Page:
Where an underlying action is finally resolved on appeal, the issue of whether the malicious prosecution plaintiff obtained a favorable termination may be determined by reference to the appellate court’s decision rather than that of the trial court. For example, in Ray, supra, 61 Cal.App.4th at pages 381-319, 71 Cal.Rptr.2d 436 (Ray ), the trial court granted summary judgment on statute of limitations grounds in the underlying action for legal malpractice, but on appeal, the appellate court affirmed the trial court’s ruling based on a finding that the law firm had not violated any duty to its client and did not reach the issue of whether the action was untimely filed.
In the law firm’s ensuing action against the former client for malicious prosecution, the court of appeal concluded that the underlying appellate decision established a favorable termination in favor of the firm. It held “the appellate decision affirming summary judgment in the malpractice case both marked and constituted favorable termination of that case. Not only was the decision ‘favorable,’ as just observed, it also accomplished the final termination of the case. The malpractice case was not terminated until conclusion of the [client's] appeal, and the affirmance of the judgment in favor of [the law firm] constituted a favorable termination on the merits.” (Ray, supra, 61 Cal.App.4th at p. 318-319, 71 Cal.Rptr.2d 436; accord Friedman v. Stadum (1985) 171 Cal.App.3d 775, 217 Cal.Rptr. 585 [finding no favorable termination where the underlying action was subject to a pending appeal].)
Although Ray recognizes that an appellate decision reflecting on the merits of a plaintiff’s claims may establish a favorable termination for purposes of a malicious prosecution action, it does not establish that the appellate decision reached solely on procedural grounds trumps a trial court’s determination of the merits and requires a finding that there is no favorable termination. In fact, it is well established that a favorable termination exists when the decision relied upon “reflects ‘the opinion of someone, either the trial court or the prosecuting party, that the action lacked merit or if pursued would result in a decision in favor of the defendant.’ ” (Eells v. Rosenblum (1995) 36 Cal.App.4th 1848, 1855, 43 Cal.Rptr.2d 323.) A trial court’s determination of the merits of the plaintiff’s claims adverse to the plaintiff meets this standard and we conclude that it is sufficient to constitute a favorable termination unless it is later rejected by an appellate court.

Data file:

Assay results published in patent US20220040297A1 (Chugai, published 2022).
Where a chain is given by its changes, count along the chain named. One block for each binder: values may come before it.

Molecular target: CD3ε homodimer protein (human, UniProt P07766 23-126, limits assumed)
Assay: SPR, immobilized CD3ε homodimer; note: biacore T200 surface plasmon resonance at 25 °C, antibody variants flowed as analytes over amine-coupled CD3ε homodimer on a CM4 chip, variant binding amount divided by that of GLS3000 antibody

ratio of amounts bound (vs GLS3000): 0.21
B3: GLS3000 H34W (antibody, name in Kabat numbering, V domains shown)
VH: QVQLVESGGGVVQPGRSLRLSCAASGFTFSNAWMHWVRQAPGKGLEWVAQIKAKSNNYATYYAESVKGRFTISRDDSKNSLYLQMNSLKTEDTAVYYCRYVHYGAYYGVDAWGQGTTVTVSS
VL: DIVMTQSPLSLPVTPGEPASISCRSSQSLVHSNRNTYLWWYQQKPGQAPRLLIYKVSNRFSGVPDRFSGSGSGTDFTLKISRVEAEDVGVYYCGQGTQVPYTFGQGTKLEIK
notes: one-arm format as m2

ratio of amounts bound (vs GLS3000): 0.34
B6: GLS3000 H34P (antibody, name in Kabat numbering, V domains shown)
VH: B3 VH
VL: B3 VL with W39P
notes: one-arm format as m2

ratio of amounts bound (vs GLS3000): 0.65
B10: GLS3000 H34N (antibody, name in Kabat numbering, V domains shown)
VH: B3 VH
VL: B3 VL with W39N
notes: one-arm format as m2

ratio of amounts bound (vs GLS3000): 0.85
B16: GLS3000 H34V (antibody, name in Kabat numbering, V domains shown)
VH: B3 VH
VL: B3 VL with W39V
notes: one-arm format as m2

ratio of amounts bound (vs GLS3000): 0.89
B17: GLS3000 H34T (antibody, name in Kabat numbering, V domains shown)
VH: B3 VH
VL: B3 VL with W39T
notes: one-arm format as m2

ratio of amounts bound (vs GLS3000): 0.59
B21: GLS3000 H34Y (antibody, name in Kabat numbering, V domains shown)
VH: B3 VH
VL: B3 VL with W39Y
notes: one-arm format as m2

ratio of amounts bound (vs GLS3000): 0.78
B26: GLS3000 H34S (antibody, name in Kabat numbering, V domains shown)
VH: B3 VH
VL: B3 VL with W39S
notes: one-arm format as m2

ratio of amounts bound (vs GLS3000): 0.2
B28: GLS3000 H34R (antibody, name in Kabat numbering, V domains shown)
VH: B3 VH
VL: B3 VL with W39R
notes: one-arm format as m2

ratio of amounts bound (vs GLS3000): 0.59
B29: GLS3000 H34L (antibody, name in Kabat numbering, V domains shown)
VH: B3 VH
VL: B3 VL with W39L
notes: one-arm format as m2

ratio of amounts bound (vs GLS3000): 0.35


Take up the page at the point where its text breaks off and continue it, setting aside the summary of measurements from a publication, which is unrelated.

Here, although the bases for this court’s holdings were procedural rather than substantive, the trial court made a substantive determination that the Mailhot III claims were without merit. Its determination was sufficient to constitute a “favorable termination” as needed to support a claim for malicious prosecution.
The Padres’ malicious prosecution complaint challenges Henderson’s attempts in Currie to invalidate the Bond Ordinance on the following grounds: (1) the ordinance violated the 1999 Annual Appropriation Ordinance, and the City Charter’s balanced budget requirement; and (2) the Padres had not made certain disclosures required by City Charter section 225. The trial court granted summary judgment in favor of the City, rejecting Henderson’s arguments on their merits.